I woke up smelling the scent of the tatami mats intermingled with the clean cotton of my futon. My jet lag was gone and I had slept comfortably through the night. I could already hear sounds of the shopkeepers opening up their stalls and setting up for the day's business in the shopping arcade below. Today was going to be a busy day for Sarah and I. We were planning on meeting up with my brother Jun, who was coming from Osaka. Kyoto called out to us, just begging to be explored.
The Kyoto Station puts every American airport to shame. It a modern colossal station spaceship, complete with it's own ramen floor, multiple shopping malls, vast ranges of dining, and meticulously clean, of course. We purchased a Kyoto day bus and subway pass for 1200 yen, which would allow us to travel throughout the city to see every attraction that piqued our interests. Sarah and I wandered through the station and settled down for breakfast in a cozy cafe. Literally cozy-- they had baskets with a throw blankets underneath every chair. I had a Kujo green onion and chicken sandwich, which was a regional special. The kujo negi is a traditional Kyoto vegetable, known for its soft texture, slightly sweet, and mild flavor.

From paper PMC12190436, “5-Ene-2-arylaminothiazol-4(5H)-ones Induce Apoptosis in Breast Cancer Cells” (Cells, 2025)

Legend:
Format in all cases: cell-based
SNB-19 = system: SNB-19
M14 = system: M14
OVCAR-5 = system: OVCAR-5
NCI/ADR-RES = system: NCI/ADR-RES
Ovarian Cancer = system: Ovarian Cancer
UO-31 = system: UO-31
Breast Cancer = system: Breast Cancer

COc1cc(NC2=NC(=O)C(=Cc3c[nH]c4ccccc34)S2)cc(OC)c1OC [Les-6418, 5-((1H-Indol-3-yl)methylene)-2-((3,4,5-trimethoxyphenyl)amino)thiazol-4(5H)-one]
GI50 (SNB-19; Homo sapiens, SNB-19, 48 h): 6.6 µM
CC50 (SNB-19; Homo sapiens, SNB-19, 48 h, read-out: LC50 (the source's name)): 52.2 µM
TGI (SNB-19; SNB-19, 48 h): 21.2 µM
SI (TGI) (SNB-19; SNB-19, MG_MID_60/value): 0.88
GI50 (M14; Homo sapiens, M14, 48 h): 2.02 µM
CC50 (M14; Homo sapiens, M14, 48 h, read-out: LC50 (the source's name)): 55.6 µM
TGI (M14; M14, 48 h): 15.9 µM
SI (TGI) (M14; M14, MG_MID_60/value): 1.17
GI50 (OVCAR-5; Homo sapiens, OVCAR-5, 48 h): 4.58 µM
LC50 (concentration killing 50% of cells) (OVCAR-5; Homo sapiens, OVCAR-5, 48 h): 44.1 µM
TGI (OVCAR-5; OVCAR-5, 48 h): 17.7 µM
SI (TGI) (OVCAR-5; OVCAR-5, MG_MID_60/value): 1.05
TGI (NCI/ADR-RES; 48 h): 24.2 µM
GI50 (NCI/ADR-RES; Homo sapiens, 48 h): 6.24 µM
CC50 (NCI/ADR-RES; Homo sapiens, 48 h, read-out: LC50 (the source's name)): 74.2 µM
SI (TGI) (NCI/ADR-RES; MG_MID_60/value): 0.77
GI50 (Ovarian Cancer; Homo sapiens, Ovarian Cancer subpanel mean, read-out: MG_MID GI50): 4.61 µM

We made a sad attempt at trying to meet Jun at the platform as nice Japanese friends might do, but failed epically. In hindsight, the enormous Kyoto station wasn't the best place for us to try this. Nevertheless, we had our passes in hand and plotted our path to the ever-famous Kinkaku-ji, or the "Golden Pavillion". You must know there is also the Ginkaku-ji, the "Silver Pavillion" that is nowhere near as impressive as it's golden counterpart. With limited time in Kyoto, I would recommend the kinkaku-ji for it's stunning photo opportunities and uniqueness. Brace yourself for hoards of people taking pictures as soon as you enter the property. We asked a delightful elderly gentleman to take a picture of our little group. He had never used an iphone before, and after our request, I came away with ten photo bursts of our feet, torsos, and our smiling faces.
Our next destination was Arashiyama Park on the northwest border of Kyoto. We were lured by the promise of lovely bamboo forests, and especially the Iwatayama Monkey Park. I am something of an animal-encounter-fanatic, and I never turn down the opportunity to get close to a wild mammal. The Arashiyama area seemed to have a different vibe of it's own. Restaurants and souvenir shops were lined along the Hozu River, packed with tourists looking for a place to rest or re-group. We breezed through the Tenryu-ji temple to get to the bamboo forest on the outer border. It wasn't necessary to go through the temple to get to the forest, but it was a nice walk that I highly recommend. The bamboo forest walk itself was a short windy path surrounded by vibrant stalks shooting up into the sky. This was a popular destination, so beware that it's exceedingly difficult to snap pictures without getting another person in it.